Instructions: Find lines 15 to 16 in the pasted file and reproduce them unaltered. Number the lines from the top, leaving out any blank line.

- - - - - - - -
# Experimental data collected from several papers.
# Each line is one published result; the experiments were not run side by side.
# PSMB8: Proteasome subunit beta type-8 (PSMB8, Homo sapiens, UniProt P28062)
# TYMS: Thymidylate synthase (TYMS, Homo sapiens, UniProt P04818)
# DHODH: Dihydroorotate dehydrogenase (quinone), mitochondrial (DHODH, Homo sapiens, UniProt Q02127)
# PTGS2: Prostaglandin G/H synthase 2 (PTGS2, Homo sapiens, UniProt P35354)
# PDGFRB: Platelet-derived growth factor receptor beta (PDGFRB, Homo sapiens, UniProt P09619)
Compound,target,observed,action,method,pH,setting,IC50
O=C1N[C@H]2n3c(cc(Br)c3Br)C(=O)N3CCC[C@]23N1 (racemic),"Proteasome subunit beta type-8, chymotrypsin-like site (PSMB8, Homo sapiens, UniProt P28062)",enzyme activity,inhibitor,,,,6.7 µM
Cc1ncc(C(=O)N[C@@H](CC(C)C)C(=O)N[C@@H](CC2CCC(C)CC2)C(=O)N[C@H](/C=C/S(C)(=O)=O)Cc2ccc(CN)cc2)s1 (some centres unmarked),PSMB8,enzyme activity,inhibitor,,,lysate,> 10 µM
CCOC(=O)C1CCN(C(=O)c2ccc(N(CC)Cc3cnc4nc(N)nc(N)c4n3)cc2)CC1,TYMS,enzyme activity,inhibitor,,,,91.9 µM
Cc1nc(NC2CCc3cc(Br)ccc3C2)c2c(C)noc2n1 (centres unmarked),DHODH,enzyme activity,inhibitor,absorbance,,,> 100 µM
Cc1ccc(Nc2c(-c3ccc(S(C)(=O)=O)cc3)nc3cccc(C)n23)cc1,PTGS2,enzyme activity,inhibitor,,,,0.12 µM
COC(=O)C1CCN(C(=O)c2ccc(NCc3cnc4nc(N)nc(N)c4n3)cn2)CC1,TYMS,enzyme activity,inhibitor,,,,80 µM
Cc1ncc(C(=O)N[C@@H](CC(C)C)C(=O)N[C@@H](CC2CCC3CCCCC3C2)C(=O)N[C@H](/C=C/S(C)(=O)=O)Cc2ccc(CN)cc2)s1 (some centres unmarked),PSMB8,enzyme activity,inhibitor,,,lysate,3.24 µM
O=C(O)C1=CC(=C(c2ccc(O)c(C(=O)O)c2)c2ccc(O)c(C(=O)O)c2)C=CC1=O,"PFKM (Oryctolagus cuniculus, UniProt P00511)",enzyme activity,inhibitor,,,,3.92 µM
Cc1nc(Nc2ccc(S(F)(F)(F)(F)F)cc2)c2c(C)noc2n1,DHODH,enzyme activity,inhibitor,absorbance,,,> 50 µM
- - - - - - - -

Cc1ncc(C(=O)N[C@@H](CC(C)C)C(=O)N[C@@H](CC2CCC3CCCCC3C2)C(=O)N[C@H](/C=C/S(C)(=O)=O)Cc2ccc(CN)cc2)s1 (some centres unmarked),PSMB8,enzyme activity,inhibitor,,,lysate,3.24 µM
O=C(O)C1=CC(=C(c2ccc(O)c(C(=O)O)c2)c2ccc(O)c(C(=O)O)c2)C=CC1=O,"PFKM (Oryctolagus cuniculus, UniProt P00511)",enzyme activity,inhibitor,,,,3.92 µM